Wow, look, real Cretaceous fossils! In this case, ammonites of all shapes and sizes, with a modern Nautilus thrown in for contrast and scale.


This beautiful fossil decapod, simply labeled as “Crayfish,” is most likely a marine species, and not a freshwater crayfish (“yabby) for which Australia is famous. Its label also says it is from the Cretaceous, so it would be nice some day to know its exact taxonomic affinity. After all, I have a keen fondness for Australian freshwater crayfish from the Cretaceous.


And you just knew this ichnologist was not going to neglect mentioning trace fossils, and the center had a few displays about those, too.


Cast of a large Australian theropod dinosaur track, which was labeled as “Allosaurus footprint,” but is probably not from that genus, which is North American. (Close enough, as it certainly was made by a large, Allosaurus-sized theropod, though – so no harm done.)


Branching invertebrate burrows preserved in a limestone as natural casts. These burrows are what most ichnologists would call Thalassinoides, trace fossils that are normally associated with crustacean tracemakers.


Ruth was delighted with the artistic portrayals of dinosaurs in the center, some of which would no doubt evoke snickers, chuckles, chortles, and outright guffaws from some of my paleontologically oriented friends because of their postural and chromatic inaccuracy (the dinosaurs, that is, not my paleo-friends). Nonetheless, we enjoyed seeing these included in the display area too, and appreciate all of the local effort that went into constructing these homages to all things dinosaurian.


Kitschy dinosaur-inspired sculptures in the Flinders Discovery Centre, which I think are of an ornithopod (left) and sauropod (right). And if you don’t like them, make your own bloody dinosaurs!


And if that isn’t enough to satisfy any artistic yearnings, metal sculptures of a dinosaur and pterosaurs adorn public spaces outside the center, lending some whimsy along with the well-deserved local pride.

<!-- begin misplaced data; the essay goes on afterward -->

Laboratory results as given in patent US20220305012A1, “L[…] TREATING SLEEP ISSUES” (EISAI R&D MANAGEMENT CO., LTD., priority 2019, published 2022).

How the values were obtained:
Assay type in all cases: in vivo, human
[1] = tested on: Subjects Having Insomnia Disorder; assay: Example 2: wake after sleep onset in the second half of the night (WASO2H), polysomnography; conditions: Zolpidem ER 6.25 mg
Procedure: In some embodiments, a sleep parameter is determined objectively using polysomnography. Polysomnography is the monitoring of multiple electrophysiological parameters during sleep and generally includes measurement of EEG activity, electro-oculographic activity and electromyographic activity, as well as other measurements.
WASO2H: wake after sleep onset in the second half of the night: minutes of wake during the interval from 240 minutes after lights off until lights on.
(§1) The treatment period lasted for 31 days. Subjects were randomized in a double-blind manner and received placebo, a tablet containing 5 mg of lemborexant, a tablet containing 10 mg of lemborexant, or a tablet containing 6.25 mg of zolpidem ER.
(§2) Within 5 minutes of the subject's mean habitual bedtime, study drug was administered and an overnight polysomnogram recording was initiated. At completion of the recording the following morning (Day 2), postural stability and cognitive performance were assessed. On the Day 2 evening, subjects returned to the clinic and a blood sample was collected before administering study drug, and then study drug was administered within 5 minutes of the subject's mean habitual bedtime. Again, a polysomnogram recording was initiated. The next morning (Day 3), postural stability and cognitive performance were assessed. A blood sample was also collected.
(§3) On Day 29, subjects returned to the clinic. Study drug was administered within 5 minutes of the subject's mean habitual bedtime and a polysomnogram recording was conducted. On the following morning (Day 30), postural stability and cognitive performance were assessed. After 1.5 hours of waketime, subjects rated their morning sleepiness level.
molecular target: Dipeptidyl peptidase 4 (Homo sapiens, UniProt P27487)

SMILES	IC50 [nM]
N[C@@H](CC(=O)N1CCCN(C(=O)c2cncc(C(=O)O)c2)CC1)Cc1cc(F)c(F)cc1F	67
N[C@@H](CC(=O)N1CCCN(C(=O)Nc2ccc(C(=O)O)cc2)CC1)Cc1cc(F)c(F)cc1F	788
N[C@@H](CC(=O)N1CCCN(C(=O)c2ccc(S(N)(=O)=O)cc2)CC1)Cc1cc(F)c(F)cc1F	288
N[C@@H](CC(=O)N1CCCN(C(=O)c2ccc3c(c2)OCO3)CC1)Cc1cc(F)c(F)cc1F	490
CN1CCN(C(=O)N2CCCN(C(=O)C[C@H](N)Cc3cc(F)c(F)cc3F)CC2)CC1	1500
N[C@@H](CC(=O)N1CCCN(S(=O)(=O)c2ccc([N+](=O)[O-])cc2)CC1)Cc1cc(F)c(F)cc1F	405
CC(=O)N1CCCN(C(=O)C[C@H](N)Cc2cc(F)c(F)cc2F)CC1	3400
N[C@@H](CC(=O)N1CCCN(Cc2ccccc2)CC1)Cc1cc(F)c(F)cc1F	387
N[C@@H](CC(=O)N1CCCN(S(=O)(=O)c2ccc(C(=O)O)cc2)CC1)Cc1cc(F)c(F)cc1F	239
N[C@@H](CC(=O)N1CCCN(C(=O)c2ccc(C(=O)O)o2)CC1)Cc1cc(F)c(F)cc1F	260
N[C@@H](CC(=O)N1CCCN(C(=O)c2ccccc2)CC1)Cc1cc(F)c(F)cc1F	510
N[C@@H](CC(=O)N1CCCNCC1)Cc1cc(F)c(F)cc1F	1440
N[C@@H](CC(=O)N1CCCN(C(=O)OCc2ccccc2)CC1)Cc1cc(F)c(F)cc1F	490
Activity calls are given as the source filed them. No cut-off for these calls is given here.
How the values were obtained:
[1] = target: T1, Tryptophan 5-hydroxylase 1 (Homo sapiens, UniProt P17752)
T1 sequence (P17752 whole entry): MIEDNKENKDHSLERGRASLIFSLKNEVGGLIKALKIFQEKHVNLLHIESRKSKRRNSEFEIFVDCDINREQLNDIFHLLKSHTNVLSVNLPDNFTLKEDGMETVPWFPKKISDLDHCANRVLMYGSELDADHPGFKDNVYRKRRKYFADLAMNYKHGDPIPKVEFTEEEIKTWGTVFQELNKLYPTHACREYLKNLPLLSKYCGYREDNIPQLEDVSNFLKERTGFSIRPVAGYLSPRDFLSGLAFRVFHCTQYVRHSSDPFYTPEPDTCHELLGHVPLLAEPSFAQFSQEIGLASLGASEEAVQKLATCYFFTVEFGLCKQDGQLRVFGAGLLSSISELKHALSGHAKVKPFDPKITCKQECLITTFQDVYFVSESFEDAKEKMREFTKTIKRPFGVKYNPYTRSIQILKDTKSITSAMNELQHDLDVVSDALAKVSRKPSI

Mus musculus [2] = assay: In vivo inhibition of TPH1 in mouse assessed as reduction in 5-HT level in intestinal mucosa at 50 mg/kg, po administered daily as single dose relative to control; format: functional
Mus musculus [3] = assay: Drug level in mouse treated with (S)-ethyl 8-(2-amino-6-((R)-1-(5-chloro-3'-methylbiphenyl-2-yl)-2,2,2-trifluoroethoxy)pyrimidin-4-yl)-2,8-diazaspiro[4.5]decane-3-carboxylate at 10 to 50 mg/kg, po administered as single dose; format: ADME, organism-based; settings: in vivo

It’s not Truckasaurus, but it’s pretty close. Nicknamed “Darby the Dinosaur,” this sculpture was inspired by Muttaburrasaurus, then conceived and made in 1998 by local artists Terry Lindsay and Sam Brown. They put together whatever spare parts they could find, set their creation in concrete, and garnished it with real Cretaceous fossils (below "Darby").


This would be the last thing you would see if a pterosaur became a Transformer. (Yes, I know, big “if.”) The sculpture is nicknamed “Leanneosaur," and coincidentally, one of the artists (Shane Rogers) who created this metallic menace has a wife named Leanne. The other artist was Terry Lindsay, also partially responsible for “Darby,” and the piece was completed in 2004.


So Hughendgen is a great place to visit for paleo- and art-nerds alike (Ruth and I qualify as both). In fact, we liked Hughenden and the Discovery Centre so much, we made a point of stopping there on our way back to Townsville nearly a week later. That is when Ruth and I purchased a dinosaur hand puppet (a theropod, of course), which was put to good use in a dinner-theater performance only a few days later. (Digression? No, foreshadowing.)


So Ruth and I spent one night in Hughenden, then were off in the morning to our next stop on the “Dinosaur Trail,” which was Winton, a town that lives off past lives of the Cretaceous, as well as the much more recent past. Why? Tune in next week, when I’ll talk about Winton and its connections to paleontology, the unofficial national anthem of Australia, bush poetry, and beer (and perhaps not in that order).